MRIs, X-rays, even autopsies none of these tools gives a truly dynamic or detailed understanding of how a heart works
MRIs, X-rays, even autopsies none of these tools gives a truly dynamic or detailed understanding of how a heart works. However, researchers at Cornell University and the RIKEN Brain Science Institute in Japan have developed a tool which can do just that.
By inserting a jellyfish gene, which causes fluorescence in the hearts of mice, researchers are able to watch every heartbeat pulse with green light. As a result, researchers can see details on a molecular scale and record those images.
Already the research has produced answers about the developing heart. Using fluorescence, researchers have discovered that initially, heartbeats in mice are coordinated by a newly-discovered layer of cells that cover the surface of the developing heart. These cells regulate the heartbeats from day 10, when a two-chambered heart begins beating, until day 13 of development. Around day 13, when the heart develops into four chambers, those cells die off and the atrio-ventricular node takes over.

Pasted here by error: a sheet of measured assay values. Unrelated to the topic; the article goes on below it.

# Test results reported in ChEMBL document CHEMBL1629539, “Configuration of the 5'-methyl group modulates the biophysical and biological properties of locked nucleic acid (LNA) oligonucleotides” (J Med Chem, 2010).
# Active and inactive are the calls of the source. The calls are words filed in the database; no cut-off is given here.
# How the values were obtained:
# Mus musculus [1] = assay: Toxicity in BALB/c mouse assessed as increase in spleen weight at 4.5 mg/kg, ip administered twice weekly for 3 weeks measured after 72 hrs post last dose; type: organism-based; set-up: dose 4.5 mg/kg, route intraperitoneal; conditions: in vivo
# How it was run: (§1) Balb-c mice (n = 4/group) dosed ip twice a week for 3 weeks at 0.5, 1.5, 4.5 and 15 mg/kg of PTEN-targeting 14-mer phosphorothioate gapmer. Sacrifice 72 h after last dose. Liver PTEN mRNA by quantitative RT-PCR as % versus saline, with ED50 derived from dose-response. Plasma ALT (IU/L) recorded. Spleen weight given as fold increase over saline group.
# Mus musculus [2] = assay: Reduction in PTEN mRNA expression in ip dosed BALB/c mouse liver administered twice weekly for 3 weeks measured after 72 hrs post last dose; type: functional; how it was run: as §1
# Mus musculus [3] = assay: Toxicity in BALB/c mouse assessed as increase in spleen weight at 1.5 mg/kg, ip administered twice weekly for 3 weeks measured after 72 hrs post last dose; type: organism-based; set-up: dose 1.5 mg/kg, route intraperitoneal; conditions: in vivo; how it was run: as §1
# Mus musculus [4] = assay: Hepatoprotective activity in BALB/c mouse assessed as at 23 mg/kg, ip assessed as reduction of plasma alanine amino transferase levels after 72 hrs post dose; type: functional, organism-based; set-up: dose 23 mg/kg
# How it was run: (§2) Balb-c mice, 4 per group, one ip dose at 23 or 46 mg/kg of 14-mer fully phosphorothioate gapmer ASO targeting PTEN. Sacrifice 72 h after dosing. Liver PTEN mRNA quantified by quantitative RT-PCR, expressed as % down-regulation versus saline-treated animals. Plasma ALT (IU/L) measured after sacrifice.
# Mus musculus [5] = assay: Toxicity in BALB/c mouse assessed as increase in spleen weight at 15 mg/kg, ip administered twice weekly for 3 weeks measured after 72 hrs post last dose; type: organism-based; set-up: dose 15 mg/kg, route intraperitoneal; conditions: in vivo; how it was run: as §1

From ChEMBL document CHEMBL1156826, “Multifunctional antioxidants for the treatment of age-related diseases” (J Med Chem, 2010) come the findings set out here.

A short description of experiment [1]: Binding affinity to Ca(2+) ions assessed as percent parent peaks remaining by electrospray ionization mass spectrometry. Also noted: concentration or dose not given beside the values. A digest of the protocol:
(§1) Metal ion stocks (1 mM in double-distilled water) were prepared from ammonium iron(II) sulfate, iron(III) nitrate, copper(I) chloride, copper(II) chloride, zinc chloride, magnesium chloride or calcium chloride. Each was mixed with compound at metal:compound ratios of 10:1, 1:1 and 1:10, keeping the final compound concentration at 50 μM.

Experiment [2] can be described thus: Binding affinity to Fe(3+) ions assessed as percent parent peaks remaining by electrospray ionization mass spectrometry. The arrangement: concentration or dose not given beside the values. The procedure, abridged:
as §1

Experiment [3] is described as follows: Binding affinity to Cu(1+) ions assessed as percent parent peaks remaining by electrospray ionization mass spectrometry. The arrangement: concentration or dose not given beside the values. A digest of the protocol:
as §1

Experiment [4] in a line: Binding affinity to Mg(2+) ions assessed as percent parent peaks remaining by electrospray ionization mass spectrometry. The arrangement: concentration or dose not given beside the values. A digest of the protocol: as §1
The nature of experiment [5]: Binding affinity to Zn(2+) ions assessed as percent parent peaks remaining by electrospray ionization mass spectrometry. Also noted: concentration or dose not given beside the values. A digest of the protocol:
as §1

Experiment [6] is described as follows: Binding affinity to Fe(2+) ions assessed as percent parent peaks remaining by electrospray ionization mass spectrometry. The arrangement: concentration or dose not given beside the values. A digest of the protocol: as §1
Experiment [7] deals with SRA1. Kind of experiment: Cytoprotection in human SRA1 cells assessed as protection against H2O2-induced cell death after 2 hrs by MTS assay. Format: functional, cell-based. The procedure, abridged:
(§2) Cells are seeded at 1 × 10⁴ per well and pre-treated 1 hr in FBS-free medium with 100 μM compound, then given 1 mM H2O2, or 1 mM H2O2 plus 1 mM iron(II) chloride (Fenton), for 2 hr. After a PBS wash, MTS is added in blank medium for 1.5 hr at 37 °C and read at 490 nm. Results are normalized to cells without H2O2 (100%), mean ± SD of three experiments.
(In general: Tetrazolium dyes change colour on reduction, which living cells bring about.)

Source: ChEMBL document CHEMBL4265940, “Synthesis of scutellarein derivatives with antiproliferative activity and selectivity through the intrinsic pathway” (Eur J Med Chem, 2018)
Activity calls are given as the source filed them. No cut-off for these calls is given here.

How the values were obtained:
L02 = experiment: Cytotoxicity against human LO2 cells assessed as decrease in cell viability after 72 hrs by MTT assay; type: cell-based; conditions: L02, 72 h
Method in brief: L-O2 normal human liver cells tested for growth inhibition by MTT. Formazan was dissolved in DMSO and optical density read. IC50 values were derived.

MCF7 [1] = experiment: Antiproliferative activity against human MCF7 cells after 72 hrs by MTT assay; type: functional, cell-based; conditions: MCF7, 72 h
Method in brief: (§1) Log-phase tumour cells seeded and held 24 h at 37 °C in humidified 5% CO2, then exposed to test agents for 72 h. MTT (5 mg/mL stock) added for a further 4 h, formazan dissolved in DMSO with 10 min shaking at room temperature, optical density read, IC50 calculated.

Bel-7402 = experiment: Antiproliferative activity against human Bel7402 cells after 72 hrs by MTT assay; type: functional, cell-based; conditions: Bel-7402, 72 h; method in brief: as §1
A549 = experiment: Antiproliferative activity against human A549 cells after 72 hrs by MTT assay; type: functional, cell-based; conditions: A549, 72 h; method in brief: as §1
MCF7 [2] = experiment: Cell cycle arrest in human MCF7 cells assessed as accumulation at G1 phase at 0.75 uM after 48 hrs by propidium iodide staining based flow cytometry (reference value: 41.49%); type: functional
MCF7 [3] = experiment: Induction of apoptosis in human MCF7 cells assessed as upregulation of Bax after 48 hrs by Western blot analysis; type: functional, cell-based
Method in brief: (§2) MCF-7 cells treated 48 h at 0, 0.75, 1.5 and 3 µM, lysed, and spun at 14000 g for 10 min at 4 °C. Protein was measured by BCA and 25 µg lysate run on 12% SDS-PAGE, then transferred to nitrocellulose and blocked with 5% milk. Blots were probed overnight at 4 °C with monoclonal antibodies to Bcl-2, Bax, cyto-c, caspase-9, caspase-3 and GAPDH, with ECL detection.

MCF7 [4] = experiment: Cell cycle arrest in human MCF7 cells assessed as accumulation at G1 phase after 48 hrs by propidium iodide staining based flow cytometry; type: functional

Michael Kotlikoff, Chair of Cornell's Department of Biomedical Sciences and lead investigator, believes this discovery is just the beginning and plans to use the technique to investigate heart disease, irregular heartbeats, and even embryonic growth of other organs.